Family is the first and most important component of psychological environment for most children. Since families differ in many respects, so does their influence imprinting upon their children. An old observation says: "If you want to know the future of any society, look on the ways how their children are raised, and you will know the future". This puts a great responsibility on psychologists and sociologists to revise their doctrins from the viewpoint of the proven impact on people and society. Sociologists usually analyse, classify and describe societies and their components, but they refrain from discussing their advantages and disadvantages, and especially from attributing any moral values to them. This seems to be a sound scientific approach, but problems begin when those theories find their way into practice, which often happens through the influence of teachers, of the media, and through changes in laws. Doctrines do have practical consequences; it is enough to remind here the tremendous impact of many religions, or the Marx and Engels doctrine which was obscure on its birth, but was determining the lives of more than one billion people a century later; or fascism/Nazism having roots in the socio-darvinism at the beginning of the twentieth century. For this reason it would be desirable for researchers to analyze the actual social results of various doctrines.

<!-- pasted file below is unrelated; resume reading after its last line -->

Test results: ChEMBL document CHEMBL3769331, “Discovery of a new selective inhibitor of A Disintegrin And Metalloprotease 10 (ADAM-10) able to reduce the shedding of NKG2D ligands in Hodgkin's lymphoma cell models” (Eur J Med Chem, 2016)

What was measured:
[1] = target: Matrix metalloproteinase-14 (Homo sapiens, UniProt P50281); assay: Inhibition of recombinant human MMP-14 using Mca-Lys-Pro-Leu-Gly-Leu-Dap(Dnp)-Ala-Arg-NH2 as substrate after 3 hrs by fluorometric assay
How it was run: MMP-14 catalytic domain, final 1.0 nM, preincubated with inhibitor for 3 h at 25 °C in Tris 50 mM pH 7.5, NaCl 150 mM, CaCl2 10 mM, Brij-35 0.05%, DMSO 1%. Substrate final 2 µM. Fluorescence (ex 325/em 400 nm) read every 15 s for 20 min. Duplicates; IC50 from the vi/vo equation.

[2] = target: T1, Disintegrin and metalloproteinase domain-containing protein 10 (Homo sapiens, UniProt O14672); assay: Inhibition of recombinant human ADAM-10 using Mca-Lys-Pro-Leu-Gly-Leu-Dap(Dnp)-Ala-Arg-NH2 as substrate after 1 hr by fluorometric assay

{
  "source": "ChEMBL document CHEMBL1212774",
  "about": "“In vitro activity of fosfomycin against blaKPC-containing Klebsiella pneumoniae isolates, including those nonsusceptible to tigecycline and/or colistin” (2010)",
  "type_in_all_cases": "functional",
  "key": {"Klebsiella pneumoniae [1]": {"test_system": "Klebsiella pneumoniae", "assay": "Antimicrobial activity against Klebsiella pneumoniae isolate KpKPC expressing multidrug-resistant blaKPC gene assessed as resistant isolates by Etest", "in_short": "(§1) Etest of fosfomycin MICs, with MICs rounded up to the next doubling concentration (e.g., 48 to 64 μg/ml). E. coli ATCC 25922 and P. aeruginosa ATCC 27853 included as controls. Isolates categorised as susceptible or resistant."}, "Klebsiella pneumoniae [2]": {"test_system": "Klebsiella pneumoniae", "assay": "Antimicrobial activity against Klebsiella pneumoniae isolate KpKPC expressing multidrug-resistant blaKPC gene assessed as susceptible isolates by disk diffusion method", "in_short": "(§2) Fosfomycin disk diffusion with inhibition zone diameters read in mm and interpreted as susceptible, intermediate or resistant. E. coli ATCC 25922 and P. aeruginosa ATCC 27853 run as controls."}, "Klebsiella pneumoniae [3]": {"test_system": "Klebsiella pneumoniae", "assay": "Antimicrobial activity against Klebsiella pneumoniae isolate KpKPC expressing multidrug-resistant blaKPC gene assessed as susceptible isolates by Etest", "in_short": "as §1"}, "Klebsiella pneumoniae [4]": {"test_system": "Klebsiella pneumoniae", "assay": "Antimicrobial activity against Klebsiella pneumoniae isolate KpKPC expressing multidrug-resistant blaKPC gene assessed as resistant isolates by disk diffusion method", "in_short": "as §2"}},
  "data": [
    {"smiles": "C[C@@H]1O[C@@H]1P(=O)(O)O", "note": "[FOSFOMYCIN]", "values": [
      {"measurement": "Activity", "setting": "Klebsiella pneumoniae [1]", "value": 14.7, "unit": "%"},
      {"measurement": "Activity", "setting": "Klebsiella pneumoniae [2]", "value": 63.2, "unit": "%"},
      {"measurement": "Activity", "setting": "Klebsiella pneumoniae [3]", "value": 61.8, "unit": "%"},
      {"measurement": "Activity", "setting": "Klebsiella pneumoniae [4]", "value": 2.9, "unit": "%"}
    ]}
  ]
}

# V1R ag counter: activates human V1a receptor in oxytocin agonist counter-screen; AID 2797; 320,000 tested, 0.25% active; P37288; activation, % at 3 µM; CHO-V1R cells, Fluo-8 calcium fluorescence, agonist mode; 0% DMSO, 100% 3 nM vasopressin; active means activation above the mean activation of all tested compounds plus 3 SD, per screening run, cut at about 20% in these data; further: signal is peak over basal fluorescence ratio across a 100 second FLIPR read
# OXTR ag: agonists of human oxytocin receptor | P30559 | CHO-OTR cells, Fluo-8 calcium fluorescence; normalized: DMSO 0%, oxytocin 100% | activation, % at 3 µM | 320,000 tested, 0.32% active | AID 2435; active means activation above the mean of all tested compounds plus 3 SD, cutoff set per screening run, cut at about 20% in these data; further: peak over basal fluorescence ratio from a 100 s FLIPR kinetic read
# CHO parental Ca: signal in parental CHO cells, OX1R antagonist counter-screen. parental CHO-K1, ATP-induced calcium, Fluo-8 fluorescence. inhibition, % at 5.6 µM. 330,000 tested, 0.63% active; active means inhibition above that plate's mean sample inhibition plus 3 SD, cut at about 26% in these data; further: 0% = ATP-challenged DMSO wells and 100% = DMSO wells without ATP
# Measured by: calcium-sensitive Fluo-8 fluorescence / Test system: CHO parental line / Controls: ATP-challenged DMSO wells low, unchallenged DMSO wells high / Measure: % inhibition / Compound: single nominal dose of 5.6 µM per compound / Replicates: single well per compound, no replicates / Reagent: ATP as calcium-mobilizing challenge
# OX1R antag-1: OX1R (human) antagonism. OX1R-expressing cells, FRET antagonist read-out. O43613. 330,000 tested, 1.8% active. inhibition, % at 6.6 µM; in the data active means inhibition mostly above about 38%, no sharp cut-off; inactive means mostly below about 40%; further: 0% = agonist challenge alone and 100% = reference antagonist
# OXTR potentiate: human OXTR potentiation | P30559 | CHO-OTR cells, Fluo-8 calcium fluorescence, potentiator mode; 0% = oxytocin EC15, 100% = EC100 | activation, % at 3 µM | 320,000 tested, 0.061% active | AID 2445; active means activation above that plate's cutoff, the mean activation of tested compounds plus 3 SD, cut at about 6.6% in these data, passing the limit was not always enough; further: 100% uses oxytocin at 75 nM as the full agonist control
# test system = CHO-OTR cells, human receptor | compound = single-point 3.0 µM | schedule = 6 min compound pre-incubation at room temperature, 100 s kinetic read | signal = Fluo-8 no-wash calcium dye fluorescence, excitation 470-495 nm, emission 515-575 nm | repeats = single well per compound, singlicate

The structure of families traditionally hinges on relations between parents and children, between spouses, or both. Consequently, there are three major types of family: matrifocal, consanguineal and conjugal. (Note: these are ideal families. In all societies there are acceptable deviations from the ideal or statistical norm, owing either to incidental circumstances, such as the death of a member of the family, infertility or personal preferences).

A matrifocal family consists of a mother and her children. Generally, these children are her biological offspring, although adoption of children is a practice in nearly every society. This kind of family is common where women have the resources to rear their children by themselves, or where men are more mobile than women.

A consanguineal family consists of a mother and her children, and other people — usually the family of the mother. This kind of family is common where mothers do not have the resources to rear their children on their own, and especially where property is inherited. When important property is owned by men, consanguineal families commonly consist of a husband and wife, their children and other members of the husband's family.